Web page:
In “Attention to Detail,” we examined the core components of an executive education program aimed at lawyers and all the work that goes into combining those pieces to achieve maximum impact. In this article, we look at what that impact actually looks like, both in the classroom when lawyers are attending a course as well as back in the office as they apply the knowledge gleaned. To help gauge this impact, The Practice spoke with two leaders who attended Harvard Law School (HLS) Executive Education’s flagship programs, Leadership in Law Firms (LLF) and Leadership in Corporate Counsel (LCC), respectively: David J. Greenwald, chairman of Fried Frank, and Jim Kelleher, executive vice president and chief legal officer of Liberty Mutual. These lawyers’ experiences with executive education demonstrate the impact of these programs on an individual and organizational level.
Going back to school
David Greenwald began his legal career at Fried Frank as a summer associate in 1982, rising through the ranks to become a partner in 1990. In 1994 he made the jump over to Goldman Sachs, where he worked in the legal department as their international general counsel and deputy general counsel. In 2013 Greenwald rejoined Fried Frank as chairman. While the setting was familiar—he was returning to the firm where he had started his career and had spent more than a decade working as a corporate lawyer focused primarily on mergers and acquisitions—the firm and the responsibilities were also very new. After a nearly two-decade hiatus from private practice, Greenwald was now taking on top-level management responsibilities of a firm with—at that time—more than 400 lawyers and more than $450 million in revenue in an era of immense change in the legal profession (see “The Global Age of More for Less” and “Disruptive Innovation in Legal Services”). It was at this point Greenwald realized that perhaps it was time to go back to school. In May 2014 he enrolled in HLS Executive Education’s LLF program. Commenting on his decision to go back to school, Greenwald notes, “While investment banks and law firms are in the professional services industry, there are vast differences between how they are run.” He continues, “I thought this program, which was focused specifically on law firm leadership, would help provide more of a framework for my new role. When I moved from Goldman Sachs back to Fried Frank, I quickly realized: I’m not in Kansas anymore!”
“I saw that these case studies really work. They are a great way to get people to identify and talk about issues rather than just relying on a textbook,” says David Greenwald, chairman of Fried Frank.
When he showed up for his first day of LLF, he knew right away that the content was geared specifically toward him and the new challenges he would face leading a major international firm. “The very first case about the producer-manager dilemma—the Bob Anderson case—spoke to my experience at Goldman Sachs and to the time since my return to Fried Frank,” Greenwald says. “I had only been back at Fried Frank for about six months when I took this course, which was just enough time to appreciate how this case applied to my situation.” He continues:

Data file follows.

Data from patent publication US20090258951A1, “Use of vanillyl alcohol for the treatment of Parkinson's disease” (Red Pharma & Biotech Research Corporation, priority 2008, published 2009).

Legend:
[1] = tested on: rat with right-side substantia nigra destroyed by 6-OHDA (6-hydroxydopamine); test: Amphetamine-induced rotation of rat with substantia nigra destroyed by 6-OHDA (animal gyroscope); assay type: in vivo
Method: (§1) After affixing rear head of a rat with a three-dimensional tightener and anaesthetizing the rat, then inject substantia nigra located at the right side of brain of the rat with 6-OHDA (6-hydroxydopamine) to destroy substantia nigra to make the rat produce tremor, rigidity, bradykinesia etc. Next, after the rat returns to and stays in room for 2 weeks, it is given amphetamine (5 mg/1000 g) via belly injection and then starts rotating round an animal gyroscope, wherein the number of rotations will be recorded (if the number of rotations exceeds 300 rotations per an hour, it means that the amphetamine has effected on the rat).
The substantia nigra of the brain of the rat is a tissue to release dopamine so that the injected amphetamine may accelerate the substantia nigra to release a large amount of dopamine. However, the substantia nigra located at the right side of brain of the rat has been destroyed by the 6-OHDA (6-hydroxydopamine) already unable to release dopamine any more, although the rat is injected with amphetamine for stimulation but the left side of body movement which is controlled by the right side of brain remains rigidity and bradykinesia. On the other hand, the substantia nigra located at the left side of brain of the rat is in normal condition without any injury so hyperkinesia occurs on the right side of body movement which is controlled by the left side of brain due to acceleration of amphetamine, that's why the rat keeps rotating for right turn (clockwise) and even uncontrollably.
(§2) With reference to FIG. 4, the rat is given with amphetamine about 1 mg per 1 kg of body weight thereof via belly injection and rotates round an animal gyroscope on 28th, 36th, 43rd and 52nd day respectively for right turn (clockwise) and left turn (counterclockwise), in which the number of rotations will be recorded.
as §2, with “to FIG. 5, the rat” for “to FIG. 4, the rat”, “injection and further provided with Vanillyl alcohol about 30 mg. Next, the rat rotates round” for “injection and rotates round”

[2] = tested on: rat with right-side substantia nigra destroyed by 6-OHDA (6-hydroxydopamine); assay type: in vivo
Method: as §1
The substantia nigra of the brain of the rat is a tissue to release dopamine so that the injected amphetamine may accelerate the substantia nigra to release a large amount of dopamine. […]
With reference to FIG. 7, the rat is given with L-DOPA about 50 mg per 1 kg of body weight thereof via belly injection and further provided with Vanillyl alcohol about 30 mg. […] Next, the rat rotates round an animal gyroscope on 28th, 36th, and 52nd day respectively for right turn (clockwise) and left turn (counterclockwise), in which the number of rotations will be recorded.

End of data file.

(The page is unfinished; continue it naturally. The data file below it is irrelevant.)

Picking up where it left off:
One of the things that I found particularly interesting about that case and the discussion that came out of it was what it meant for training people—namely, associates. At Goldman Sachs, everybody has a supervisor and you have a solid reporting line to somebody. That isn’t always the case in a law firm. You have a big department or big practice group with many partners and associates. If you asked an associate who their supervisor was, they would often be unsure and would likely talk about the different matters they were on and the different partners they were working for. So I thought the discussion that came out of the case study was interesting and timely.
Although a tradition in the world of business education, the case study method is often a new experience for senior lawyers. “I remember sitting at LaGuardia Airport trying to finish reading the case studies and thinking, ‘Case studies? Is this really the best way to go?’” recalls Greenwald. That initial skepticism, however, quickly melted away. (For more on how case studies work, see “Jazzing up the Classroom.”) “Very quickly into the program,” Greenwald notes, “I saw that these case studies really work. They are a great way to get people to identify and talk about issues rather than just relying on a textbook. I went into the program worried that it would be too academic, but it was ultimately very practical.”
Like Greenwald, Jim Kelleher entered the legal profession in the early 1980s, beginning his legal career at the same organization where he is now a leader—Liberty Mutual. Kelleher rose through the ranks at Liberty Mutual’s legal department, managing the company’s corporate litigation, serving as international general counsel for more than a decade, and becoming the company’s general counsel in 2013. Kelleher leads a legal function made up of about 1,000 lawyers—about 2,000 professionals in total—scattered across 80 offices in the United States in addition to offices in 30 other countries. Upon assuming his new position and all that it implied, Kelleher, like Greenwald, also decided to go back to school and in May 2014 enrolled in HLS Executive Education’s LCC program.
Reflecting on his experience during the program, Kelleher remembers how powerful the case study method was for him. In particular, he remembers a case study about crisis management and the role of the general counsel, “Driving Blind at General Motors.” The case, which examines GM’s response to a widespread safety defect, the resulting federal investigation, and the action—and inaction—of the in-house legal counsel in dealing with a faulty ignition switch and related airbag malfunction, provides a real-life example of how corporate culture, bureaucratic divisions, and a lack of accountability can pose significant challenges to the in-house counsel’s ethical and professional obligations. (For more on this case study, see “Asleep at the Wheel.”) “It’s something you hope never descends upon you,” says Kelleher in reference to the case study. “But you want to understand the problems that persisted within the legal department there. These are the types of issues that could happen anywhere if there are not proper communications, controls, and a culture that rewards speaking up.”
“The issues I deal with are being dealt with everywhere. And there’s a lot of similarity when it comes to both problems and solutions,” says Jim Kelleher, executive vice president and chief legal officer of Liberty Mutual.